The company will also use the money to build a cold-storage facility to store tea leaves. “Transportation and storage of tea in India is done in a very old fashioned way. The biggest enemy of tea is exposure to oxygen, which makes it lose its aroma. Hence we need cold-storage facilities to maintain high standards of tea,” Dugar explained. Teabox is not looking to break even for the next three to four years. “The investment behind infrastructure is high,” Dugar added. The company has a catalogue of more than 200 different tea plantations in India and Nepal and offers a variety of loose-leaf teas online. Customers can also choose from a variety of subscription plans to receive curated boxes of tea samples. “Teabox’s disruptive business model is highly scalable, achieves better margins and allows complete control of the customer experience. JAFCO’s expertise across different markets will add significant value to Teabox in the coming months,” said Supriya Singh, associate director of JAFCO Asia. “I am a longtime tea drinker and first discovered Teabox as a customer. Given the superior quality of the company’s product and its innovative approach to sourcing, marketing, and distribution, we see great things ahead for Teabox,” said Robert M. Bass, president of Keystone. According to Teabox, the company has grown 10 times over the last 12 months. It does not disclose financials. Teabox has, so far, shipped 20 million cups worth of tea. .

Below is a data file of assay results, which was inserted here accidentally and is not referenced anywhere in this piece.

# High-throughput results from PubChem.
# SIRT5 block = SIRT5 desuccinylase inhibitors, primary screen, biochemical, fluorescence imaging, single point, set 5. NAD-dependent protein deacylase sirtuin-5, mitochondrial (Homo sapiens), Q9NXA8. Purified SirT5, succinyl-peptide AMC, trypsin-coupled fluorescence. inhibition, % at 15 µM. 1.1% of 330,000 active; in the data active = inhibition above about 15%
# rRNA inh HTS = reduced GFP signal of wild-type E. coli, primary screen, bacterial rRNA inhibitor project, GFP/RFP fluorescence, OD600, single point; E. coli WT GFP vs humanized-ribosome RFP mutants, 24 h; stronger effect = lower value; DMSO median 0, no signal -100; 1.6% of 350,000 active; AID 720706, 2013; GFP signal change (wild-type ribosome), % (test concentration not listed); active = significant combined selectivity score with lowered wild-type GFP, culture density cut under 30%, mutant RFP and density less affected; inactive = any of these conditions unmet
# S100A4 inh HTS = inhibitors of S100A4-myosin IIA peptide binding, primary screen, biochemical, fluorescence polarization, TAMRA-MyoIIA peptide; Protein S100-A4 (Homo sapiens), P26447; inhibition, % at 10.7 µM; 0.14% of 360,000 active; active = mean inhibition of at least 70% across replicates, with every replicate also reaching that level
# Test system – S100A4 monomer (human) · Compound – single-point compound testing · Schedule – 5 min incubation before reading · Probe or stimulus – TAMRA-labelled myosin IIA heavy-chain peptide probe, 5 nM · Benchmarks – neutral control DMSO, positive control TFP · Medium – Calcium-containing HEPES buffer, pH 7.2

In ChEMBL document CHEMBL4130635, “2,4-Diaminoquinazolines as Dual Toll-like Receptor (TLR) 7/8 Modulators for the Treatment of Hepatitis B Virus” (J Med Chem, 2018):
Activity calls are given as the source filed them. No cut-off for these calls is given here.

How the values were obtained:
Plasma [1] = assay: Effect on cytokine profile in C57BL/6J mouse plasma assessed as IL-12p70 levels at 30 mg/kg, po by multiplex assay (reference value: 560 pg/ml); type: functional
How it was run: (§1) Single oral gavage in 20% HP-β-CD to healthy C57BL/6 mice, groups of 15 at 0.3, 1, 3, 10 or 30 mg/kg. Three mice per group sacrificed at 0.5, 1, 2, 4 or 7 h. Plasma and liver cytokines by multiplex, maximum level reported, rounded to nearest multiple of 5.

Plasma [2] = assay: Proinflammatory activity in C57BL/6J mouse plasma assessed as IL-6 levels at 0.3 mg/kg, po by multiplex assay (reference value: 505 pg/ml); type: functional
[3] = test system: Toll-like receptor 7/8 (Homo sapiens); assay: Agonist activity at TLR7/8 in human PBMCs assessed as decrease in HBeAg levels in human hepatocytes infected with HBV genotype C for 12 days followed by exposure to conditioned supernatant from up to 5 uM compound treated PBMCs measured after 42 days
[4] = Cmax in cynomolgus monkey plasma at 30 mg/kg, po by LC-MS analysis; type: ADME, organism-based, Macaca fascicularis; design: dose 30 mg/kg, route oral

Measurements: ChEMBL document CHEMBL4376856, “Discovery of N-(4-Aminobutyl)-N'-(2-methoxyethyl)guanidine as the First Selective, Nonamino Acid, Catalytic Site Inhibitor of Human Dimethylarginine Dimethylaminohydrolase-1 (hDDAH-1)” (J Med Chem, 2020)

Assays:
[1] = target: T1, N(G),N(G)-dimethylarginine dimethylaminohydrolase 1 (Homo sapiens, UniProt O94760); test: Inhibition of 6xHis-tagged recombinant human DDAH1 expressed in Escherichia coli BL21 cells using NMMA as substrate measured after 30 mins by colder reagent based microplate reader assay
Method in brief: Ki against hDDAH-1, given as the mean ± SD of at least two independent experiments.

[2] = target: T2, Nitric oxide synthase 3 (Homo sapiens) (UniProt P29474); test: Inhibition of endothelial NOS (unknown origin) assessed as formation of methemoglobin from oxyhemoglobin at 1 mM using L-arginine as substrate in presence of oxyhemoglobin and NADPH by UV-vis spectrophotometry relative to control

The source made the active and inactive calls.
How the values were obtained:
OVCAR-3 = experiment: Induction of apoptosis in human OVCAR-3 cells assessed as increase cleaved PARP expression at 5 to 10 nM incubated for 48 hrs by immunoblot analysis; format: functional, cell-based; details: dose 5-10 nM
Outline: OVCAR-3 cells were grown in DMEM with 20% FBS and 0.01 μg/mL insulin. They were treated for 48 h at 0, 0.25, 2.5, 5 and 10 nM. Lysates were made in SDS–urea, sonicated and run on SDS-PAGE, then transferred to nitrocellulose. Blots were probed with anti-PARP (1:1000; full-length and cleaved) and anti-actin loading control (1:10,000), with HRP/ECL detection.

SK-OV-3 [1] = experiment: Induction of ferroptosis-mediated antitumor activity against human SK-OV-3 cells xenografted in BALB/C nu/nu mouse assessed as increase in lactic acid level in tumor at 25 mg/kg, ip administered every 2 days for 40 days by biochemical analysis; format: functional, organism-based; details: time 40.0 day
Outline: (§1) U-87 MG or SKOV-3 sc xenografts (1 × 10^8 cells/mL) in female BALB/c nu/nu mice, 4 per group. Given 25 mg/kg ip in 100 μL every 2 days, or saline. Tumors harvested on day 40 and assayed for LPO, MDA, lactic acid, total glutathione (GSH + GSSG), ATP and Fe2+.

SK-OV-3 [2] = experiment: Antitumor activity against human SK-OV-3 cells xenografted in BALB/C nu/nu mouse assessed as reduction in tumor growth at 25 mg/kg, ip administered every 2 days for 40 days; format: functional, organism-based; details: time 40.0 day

Founded in 2012 by Kaushal Dugar, the company is looking to expand its presence to new markets such as China, Japan and South Korea in three to six months. The company is also looking to set up an office and an experiential store in the US by the end of this year. “There are 1,000-1,500 specialty retailers in the US who are already buying our tea from different channels. An experiential zone will help us cater to the businesses directly,” said Dugar. Teabox, which currently ships tea to 75 countries from its Indian warehouse, is also looking to set up a fulfilment centre in Russia to serve countries which are part of the Commonwealth of Independent States. The company gets more than 95% of its business from international markets. ”We are going to use this money to expand in newer markets, infrastructure development, talent acquisition and for marketing initiatives,” said Dugar. “JAFCO has a strong presence in markets such as China, Russia and their understanding of these markets will help us expand there,” he added. Teabox, run by Teaxpress Pvt. Ltd, is a subsidiary of Singapore-based AsianTeaxpress Pte. Ltd.Teabox currently ships a variety of premium Darjeeling, Assam, Nilgiri and Nepal teas across the globe from its warehouse in Siliguri, Darjeeling. “It currently takes us a lot of time to ship out of India. A fulfilment centre in Russia will help us reduce the time of delivery,” added Dugar.